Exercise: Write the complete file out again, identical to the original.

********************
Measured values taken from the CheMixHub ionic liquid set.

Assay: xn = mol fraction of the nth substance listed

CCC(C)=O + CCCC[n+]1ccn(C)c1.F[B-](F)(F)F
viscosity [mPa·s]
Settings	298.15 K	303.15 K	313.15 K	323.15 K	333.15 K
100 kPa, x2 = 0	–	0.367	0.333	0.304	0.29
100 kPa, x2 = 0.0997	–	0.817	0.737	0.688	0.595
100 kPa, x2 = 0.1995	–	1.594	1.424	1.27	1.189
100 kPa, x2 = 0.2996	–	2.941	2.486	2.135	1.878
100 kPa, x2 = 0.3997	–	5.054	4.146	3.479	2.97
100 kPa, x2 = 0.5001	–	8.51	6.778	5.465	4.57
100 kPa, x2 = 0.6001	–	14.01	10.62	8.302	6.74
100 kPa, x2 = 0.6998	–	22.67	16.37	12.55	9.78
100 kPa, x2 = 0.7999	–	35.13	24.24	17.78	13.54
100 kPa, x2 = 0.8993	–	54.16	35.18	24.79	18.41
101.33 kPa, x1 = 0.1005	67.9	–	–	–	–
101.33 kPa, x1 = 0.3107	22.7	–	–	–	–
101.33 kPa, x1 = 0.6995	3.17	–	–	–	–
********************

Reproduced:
Measured values taken from the CheMixHub ionic liquid set.

Assay: xn = mol fraction of the nth substance listed

CCC(C)=O + CCCC[n+]1ccn(C)c1.F[B-](F)(F)F
viscosity [mPa·s]
Settings	298.15 K	303.15 K	313.15 K	323.15 K	333.15 K
100 kPa, x2 = 0	–	0.367	0.333	0.304	0.29
100 kPa, x2 = 0.0997	–	0.817	0.737	0.688	0.595
100 kPa, x2 = 0.1995	–	1.594	1.424	1.27	1.189
100 kPa, x2 = 0.2996	–	2.941	2.486	2.135	1.878
100 kPa, x2 = 0.3997	–	5.054	4.146	3.479	2.97
100 kPa, x2 = 0.5001	–	8.51	6.778	5.465	4.57
100 kPa, x2 = 0.6001	–	14.01	10.62	8.302	6.74
100 kPa, x2 = 0.6998	–	22.67	16.37	12.55	9.78
100 kPa, x2 = 0.7999	–	35.13	24.24	17.78	13.54
100 kPa, x2 = 0.8993	–	54.16	35.18	24.79	18.41
101.33 kPa, x1 = 0.1005	67.9	–	–	–	–
101.33 kPa, x1 = 0.3107	22.7	–	–	–	–
101.33 kPa, x1 = 0.6995	3.17	–	–	–	–